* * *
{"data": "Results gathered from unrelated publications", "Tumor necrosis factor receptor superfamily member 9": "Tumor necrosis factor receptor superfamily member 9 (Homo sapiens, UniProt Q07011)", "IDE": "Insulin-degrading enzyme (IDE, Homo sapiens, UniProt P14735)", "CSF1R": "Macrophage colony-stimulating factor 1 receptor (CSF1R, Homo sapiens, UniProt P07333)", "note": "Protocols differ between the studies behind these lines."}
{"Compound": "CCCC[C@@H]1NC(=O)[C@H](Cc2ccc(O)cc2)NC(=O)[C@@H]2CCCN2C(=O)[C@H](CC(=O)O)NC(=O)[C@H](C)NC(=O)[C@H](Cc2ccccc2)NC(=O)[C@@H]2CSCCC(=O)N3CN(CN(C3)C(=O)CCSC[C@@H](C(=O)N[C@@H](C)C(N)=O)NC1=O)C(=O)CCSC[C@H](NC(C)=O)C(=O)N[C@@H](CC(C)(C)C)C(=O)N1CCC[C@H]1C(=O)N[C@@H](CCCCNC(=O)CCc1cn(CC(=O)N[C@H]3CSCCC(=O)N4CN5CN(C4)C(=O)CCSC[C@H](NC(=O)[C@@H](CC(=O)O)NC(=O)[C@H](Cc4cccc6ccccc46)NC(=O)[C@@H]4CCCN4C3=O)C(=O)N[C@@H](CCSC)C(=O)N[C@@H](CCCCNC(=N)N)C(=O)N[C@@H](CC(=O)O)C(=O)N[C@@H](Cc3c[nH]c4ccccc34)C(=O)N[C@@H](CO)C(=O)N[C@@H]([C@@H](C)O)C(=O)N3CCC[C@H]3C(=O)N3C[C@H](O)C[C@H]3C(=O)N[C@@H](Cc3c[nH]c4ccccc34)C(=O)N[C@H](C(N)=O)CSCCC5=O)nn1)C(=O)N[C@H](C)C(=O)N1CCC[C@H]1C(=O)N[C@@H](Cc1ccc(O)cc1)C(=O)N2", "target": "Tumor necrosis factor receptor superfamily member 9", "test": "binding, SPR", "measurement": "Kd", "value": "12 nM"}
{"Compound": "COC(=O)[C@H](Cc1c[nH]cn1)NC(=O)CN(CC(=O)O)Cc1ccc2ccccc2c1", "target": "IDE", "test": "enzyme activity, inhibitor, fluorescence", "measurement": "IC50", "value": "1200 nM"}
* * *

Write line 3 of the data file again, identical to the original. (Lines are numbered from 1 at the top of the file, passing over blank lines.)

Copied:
{"Compound": "COC(=O)[C@H](Cc1c[nH]cn1)NC(=O)CN(CC(=O)O)Cc1ccc2ccccc2c1", "target": "IDE", "test": "enzyme activity, inhibitor, fluorescence", "measurement": "IC50", "value": "1200 nM"}